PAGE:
Islamic State 'spy killings' video desperate stuff, says PM

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Media captionSiddhartha Dhar's sister, Konika Dhar: "Audio resembles voice of my brother... but I wasn't entirely convinced"

A video by so-called Islamic State (IS) featuring a man and young boy with British accents is "desperate stuff", Prime Minister David Cameron has said.

The film, which purports to show the killing of five men who IS says were spying for the UK, is from a group that is "losing territory" and "increasingly losing anybody's sympathy", he said.

The UK's intelligence agencies are examining the footage.

Voice-print analysis will be carried out to try to identify the masked man.

The man says the 10-minute video - which has not been independently verified - is a message for David Cameron, and he threatens attacks in the UK.

In the video, the masked man, who is holding a gun, mocks Mr Cameron for daring to "challenge the might" of the extremist group.

He goes on to say: "We will continue to wage jihad, break borders and one day invade your land where we will rule by the Sharia."

'Desperate stuff'

There has been growing speculation the man could be Siddhartha Dhar, a British jihadist arrested in 2014, who later jumped bail and subsequently appeared in Syria.

Image copyright Twitter
Image caption Siddhartha Dhar

The sister of Mr Dhar - who is also known as Abu Rumaysah - has told the BBC that when she first heard the audio of the video she feared it was her brother, although having later viewed the pictures, she was not entirely convinced it was him.

"I was in a state of shock," said Konika Dhar.

"I believed the audio to resemble, from what I remember, the voice of my brother but having viewed the short clip in detail, I wasn't entirely convinced which put me at ease".

A senior member of the banned Islamist extremist group al-Muhajiroun, however, has told the BBC he "has no doubt" that the voice is that of Mr Dhar.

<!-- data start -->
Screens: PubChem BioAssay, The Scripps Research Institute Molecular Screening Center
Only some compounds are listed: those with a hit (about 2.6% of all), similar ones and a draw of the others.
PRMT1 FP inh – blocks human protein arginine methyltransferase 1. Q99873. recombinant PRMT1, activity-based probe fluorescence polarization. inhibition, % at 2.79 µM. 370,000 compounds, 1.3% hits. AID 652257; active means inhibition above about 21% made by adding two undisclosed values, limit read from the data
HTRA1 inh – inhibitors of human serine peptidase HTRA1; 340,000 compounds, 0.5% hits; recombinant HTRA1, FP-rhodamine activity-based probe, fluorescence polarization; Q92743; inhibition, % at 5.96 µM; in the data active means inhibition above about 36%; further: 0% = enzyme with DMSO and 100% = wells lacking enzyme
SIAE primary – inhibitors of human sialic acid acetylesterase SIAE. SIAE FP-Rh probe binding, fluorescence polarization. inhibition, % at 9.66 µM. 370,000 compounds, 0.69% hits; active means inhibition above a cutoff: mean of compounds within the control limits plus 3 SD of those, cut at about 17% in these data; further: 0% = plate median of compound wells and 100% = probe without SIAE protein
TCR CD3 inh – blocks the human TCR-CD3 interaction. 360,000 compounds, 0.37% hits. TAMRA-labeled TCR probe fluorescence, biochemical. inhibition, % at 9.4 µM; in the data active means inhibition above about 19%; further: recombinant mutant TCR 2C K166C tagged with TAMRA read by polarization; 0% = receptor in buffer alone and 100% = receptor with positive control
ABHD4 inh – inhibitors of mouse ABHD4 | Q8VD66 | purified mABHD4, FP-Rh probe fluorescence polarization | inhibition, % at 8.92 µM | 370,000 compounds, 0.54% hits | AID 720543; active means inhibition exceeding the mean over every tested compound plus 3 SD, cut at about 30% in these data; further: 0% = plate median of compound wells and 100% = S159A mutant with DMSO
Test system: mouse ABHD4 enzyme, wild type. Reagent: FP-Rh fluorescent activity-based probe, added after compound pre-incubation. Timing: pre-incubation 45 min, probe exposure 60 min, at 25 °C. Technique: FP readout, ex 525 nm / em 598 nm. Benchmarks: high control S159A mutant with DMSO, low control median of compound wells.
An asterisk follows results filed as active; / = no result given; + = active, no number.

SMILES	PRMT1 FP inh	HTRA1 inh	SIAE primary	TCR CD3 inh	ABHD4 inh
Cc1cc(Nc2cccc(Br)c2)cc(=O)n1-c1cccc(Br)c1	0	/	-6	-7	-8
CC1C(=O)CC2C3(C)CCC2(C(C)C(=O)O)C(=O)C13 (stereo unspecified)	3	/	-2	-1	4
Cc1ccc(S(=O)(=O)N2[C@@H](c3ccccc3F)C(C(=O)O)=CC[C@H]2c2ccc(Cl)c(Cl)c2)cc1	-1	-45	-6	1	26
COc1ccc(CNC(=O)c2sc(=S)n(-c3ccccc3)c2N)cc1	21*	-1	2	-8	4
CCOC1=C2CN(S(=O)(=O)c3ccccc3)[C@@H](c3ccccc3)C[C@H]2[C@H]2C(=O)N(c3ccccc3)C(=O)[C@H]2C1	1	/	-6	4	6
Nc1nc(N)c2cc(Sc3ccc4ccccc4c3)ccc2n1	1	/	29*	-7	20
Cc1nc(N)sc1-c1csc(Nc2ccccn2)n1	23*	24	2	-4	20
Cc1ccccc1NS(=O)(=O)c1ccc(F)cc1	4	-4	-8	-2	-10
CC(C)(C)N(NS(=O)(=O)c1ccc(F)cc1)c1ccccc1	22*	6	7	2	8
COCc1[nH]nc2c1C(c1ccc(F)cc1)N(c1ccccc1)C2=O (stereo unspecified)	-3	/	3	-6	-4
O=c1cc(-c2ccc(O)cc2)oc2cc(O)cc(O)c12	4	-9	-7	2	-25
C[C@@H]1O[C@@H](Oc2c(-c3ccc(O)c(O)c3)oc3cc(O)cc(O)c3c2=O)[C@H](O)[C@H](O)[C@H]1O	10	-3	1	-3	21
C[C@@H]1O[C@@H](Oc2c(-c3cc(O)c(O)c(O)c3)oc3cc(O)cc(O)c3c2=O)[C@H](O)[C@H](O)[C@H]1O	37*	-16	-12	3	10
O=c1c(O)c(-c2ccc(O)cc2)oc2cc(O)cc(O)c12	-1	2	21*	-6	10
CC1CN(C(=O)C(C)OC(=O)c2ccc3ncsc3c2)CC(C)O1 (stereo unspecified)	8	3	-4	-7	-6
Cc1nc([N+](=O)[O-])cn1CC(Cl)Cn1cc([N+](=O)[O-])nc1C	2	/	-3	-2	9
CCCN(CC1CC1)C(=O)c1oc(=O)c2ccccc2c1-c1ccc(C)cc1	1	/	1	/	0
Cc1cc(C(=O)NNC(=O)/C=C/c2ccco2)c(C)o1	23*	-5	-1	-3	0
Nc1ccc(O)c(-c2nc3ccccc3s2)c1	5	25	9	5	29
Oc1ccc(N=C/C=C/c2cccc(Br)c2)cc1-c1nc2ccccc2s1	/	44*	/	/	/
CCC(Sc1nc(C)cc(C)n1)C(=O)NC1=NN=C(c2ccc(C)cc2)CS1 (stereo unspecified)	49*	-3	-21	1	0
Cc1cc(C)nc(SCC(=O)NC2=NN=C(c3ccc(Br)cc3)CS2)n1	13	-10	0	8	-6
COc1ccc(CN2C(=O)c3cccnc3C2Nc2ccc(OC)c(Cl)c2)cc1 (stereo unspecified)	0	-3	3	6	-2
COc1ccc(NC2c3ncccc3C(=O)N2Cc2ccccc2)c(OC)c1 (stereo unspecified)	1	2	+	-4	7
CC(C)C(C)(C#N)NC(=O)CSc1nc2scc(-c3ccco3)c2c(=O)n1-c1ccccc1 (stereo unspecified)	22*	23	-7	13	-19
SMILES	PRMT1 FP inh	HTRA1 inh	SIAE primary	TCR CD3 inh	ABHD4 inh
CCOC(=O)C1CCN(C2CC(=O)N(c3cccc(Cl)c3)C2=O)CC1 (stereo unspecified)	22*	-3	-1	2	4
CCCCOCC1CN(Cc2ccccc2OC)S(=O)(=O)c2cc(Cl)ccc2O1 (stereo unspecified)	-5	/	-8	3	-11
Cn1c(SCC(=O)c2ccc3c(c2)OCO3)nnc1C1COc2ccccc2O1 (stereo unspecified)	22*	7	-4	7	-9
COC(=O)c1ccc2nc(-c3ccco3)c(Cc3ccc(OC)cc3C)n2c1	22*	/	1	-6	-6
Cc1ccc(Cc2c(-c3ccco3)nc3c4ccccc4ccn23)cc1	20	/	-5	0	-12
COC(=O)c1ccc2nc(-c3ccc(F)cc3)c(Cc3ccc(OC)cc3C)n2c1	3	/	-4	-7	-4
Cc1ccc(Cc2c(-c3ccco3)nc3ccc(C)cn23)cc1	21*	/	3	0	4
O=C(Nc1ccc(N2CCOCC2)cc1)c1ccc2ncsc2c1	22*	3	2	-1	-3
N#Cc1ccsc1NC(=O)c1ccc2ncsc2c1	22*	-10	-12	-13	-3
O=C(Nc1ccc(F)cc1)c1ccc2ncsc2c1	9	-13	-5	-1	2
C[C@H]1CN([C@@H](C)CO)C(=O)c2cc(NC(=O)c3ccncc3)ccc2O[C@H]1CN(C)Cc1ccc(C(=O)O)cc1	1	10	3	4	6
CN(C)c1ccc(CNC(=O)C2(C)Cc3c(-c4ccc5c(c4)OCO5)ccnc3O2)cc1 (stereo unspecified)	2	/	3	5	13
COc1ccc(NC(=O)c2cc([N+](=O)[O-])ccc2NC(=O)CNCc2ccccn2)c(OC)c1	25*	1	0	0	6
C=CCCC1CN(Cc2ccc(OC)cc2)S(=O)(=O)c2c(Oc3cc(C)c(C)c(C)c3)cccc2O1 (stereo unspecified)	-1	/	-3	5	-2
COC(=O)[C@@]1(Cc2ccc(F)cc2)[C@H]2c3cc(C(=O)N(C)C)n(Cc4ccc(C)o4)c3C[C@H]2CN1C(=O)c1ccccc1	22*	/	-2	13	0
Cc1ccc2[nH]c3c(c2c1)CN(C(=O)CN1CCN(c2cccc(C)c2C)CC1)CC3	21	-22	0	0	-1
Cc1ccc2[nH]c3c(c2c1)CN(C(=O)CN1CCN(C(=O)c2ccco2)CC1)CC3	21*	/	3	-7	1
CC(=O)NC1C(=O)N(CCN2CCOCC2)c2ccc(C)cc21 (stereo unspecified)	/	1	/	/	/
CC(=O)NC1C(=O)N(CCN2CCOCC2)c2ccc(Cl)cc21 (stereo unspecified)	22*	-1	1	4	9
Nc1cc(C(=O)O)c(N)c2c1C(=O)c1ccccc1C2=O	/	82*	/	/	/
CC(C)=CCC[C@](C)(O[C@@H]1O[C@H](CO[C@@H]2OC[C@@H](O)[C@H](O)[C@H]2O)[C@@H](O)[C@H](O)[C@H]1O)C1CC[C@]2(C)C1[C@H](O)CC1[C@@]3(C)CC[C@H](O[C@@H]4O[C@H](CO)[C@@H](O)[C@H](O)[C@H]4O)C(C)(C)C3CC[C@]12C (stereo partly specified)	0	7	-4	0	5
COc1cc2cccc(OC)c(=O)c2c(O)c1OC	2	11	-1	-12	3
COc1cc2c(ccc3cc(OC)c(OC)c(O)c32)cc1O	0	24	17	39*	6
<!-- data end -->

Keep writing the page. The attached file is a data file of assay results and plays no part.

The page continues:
BBC security correspondent Gordon Corera said confirmation of the masked man's identity was not going to come quickly.

"I don't think the security services will want to necessarily go public unless they have to with confirmation because in their eyes, this is a live investigation and they don't want to have a running public commentary about it," he said.

'It's my grandson'

Children regularly feature in IS propaganda videos and the brief appearance of a child - apparently with a British accent - at the end of the video will also most likely be of interest to the authorities, he added.

Meanwhile, Channel 4 News reported that a south London man they named as Sunday Dare recognised the boy in the video as his grandson Isa Dare, who was taken to Syria by his daughter Grace Dare.

"It's my grandson, I can't disown him, he's my grandson. I know him very well," he said, adding that he was being used for propaganda and "as a shield".

He said his daughter "should come back and face the music because she has let herself down".

Grace Dare, who also goes by the name Khadijah, comes from a British-Nigerian background and converted to Islam when she was 18. She travelled to Syria in 2013, aged 22.

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Media captionDavid Cameron: "Britain will never be cowed by this sort of terrorism"

On a visit to east London, Mr Cameron said the video was "desperate stuff" from a group that carried out "the most utterly despicable and ghastly acts".

"But this is an organisation that's losing territory, it's losing ground, it's, I think, increasingly losing anybody's sympathy," he said.